Examines photograph collections of the Royal Anthropological Institute, London. Included are essays relevant to the topic of British ethnographic photography in India.  Some theoretical constructs are discussed in Elizabeth Edwards “Introduction,” and Christopher Pinney’s “The parallel histories of anthropology and photography.”  Essays that specifically address the issues of British anthropological photography are Elizabeth Edwards “Science visualized: E.H. Man in the Andaman Islands;” H.L. Seneviratne’s “The fading of appearances: anthropological observations on a nineteenth-century photograph;” Christopher Pinney’s “Underneath the banyan tree: William Crooke and photographic depictions of caste;” and Nicholas J. Bradford’s “Who’s pose is this? A photo-ethnographic conundrum from South India.”  A work of importance that addresses critical issues in the field and stimulates the necessity for further research.  Useful appendix on photographic history and technique.  Each essay, at the end, provides notes and references.  Photographic matter is well reproduced.
3.  Gutman, Judith Mara, Through Indian Eyes.  New York: Oxford University Press and International Center of Photography, 1982.    [TR103 .G87]
Nineteenth and twentieth century indigenous photographers contrasted and compared with European counterparts. One of the seminal studies on Indian photography, some of it has been superceded by more recent scholarship.  Significance of Raja [Lala] Deen Dayal & Sons examined.  Useful list of Indian photographers by city or area included.  Bibliography categorized by type and format of materials (pages189-194).
4.  Ollman, Arthur.  Samuel Bourne: Images of India.  [Carmel, Calif.] : Friends of Photography, 1983.    [ASIA DS413 O45 1983]
Monograph describing Samuel Bourne’s brief but prolific sojourn to the Sub-continent. Explores Bourne’s Victorian aesthetics, his purported transcendence of colonial attitudes toward the natives and his business acumen in the period 1863-1870.  Insightful, beautifully written; book design tastefully crafted and executed with twenty-five photographic plates that convey range of tonality and texture.
5.  Pinney, Christopher. Camera Indica: The social life of Indian photographs.  Chicago : University of Chicago Press, 1997.    [ASIA GN635 .I4 P49 1997]
Begins analysis with modern Indian photography, then retraces late 18th and early nineteenth popular and scholarly art works produced by and for the colonial administration; an administration obsessed with the surrounding society's lack of fidelity to scientific methodology. Pinney examines the colossal eight-volume work the People of India commissioned in 1861 and “published” 1868-1875.  Pinney also examines current photographic practices in today's India.  Includes select bibliography (page 230) list of illustrations (pages 231-235).
6. Desmond, Ray, Victorian India in Focus: A selection of early photographs from the collection in the India Office Library and Records.  London : Her Majesty's Stationary Office, 1982.    [ASIA DS413 .D43 1982]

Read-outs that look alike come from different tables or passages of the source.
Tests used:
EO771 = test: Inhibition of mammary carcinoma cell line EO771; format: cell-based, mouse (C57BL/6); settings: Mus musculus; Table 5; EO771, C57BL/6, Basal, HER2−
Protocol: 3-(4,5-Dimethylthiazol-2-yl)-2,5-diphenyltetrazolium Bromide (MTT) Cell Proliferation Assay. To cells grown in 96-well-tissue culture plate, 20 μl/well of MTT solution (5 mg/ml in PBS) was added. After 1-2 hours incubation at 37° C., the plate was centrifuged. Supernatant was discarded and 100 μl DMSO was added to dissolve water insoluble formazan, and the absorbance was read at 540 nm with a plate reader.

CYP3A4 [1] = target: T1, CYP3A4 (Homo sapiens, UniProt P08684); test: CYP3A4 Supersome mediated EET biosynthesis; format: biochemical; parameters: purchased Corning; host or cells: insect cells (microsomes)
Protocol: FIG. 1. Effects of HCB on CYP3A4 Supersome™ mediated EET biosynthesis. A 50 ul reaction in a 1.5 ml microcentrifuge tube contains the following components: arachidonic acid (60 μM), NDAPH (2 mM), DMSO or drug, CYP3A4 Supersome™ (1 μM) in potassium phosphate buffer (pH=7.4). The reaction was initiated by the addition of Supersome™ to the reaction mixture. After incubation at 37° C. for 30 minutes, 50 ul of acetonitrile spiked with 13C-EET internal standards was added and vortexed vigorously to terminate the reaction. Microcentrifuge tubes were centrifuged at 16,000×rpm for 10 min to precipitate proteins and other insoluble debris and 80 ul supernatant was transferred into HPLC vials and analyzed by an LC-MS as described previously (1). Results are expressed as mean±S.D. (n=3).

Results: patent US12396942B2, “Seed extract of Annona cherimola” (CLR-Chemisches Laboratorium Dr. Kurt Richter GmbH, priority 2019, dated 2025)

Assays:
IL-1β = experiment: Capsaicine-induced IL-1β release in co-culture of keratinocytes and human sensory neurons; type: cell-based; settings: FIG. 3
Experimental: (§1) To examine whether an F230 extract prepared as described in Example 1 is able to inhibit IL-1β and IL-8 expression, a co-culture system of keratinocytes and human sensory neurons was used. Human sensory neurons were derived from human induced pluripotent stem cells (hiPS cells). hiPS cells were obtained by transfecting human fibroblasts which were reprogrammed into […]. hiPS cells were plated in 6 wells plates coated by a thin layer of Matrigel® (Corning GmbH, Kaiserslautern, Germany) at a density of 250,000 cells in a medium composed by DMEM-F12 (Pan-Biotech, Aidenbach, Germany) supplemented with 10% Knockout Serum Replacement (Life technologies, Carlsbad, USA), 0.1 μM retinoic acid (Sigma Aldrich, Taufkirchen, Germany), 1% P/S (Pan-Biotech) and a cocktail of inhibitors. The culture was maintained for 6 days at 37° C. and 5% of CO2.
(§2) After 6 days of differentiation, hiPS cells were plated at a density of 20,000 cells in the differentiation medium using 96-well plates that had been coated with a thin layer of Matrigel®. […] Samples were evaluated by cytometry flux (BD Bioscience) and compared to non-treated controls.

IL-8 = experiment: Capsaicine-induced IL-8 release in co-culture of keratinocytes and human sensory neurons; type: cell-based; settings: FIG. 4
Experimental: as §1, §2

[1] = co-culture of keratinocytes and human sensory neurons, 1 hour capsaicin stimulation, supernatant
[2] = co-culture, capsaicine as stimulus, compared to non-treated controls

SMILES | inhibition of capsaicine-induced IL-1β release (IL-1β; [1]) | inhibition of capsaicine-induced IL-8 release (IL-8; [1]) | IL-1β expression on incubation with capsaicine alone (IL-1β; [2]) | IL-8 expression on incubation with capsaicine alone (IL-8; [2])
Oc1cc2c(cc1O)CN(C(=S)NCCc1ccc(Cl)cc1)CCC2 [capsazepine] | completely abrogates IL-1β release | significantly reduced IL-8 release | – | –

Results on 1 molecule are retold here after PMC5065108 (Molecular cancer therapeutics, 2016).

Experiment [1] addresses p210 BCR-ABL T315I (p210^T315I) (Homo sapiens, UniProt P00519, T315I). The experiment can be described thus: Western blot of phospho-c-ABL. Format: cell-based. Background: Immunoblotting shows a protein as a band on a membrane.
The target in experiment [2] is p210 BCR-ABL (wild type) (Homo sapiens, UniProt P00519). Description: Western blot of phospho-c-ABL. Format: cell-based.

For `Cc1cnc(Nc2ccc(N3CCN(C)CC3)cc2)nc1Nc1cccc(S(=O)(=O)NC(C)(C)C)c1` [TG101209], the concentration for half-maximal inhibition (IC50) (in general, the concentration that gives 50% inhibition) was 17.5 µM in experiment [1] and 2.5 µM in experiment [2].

Mostly illustrative in content.  Mr. Desmond, associated with the India Office Library, has familiarity with the photography collections.  Not a critical analysis of photography in India but demonstrates an intimate knowledge of Victorian image making.  Sepia toned reproductions  do not convey depth and tonal range evident in other texts.  No reference materials provided.
7.  Sahai, Yaduendra.  Maharaja Sawai Ram Singh II of Jaipur, the Photographer Prince.  Jaipur : Dr. Durga Sahai Foundation, 1996.    [ASIA TR625 .S24 1996]
Vivid recounting of Maharaja Sawai Ram Singh II’s avocational photography.  Delightful images, though poorly reproduced, of the luxury, pomp, opulence and obsessions of the idle “rulers.” Of particular curiosity are the Maharaja's concubines; the women – from servant to Maharani - are never eroticized, rather they appear poised, posed, and captivatingly dignified.
8.  Thomas G., History of Photography in India 1840 – 1980. n.p. : Andhra Pradesh State Akademi of Photography.  1981.     [ASIA TR103 .T46 1981]
Concise, well documented history of Indian photography including four historic phases, analyzed by categories, of photographic development from British introduction of the process in 1842 to Federation of Indian Photographers, 1980.  Dr. Thomas lists amateur and commercial photographers in urban and rural areas. Includes germane photographic illustrations but mediocre photographic quality. Also contains an invaluable directory of original photographs in published or bound form with location information (see pages 65-82).
9.  Worswick, Clark, and Ainslie Embree, The Last Empire: Photography in British India, 1856-1911.  With a preface by Earl Mountbatten of Burma.  Millerton, N.Y. : Aperture, 1976.     [ƒ DS497 .L28 1976]
Worswick’s concisely comprehensive historical essay of photography in British India combined with Embree’s critical commentary on the Raj comprises this predominantly illustrated text. Accurately credited photographic reproductions of satisfactory quality.  Provides sources of photograph collections along with manuscript accounts available in bibliography (pages [148-149]).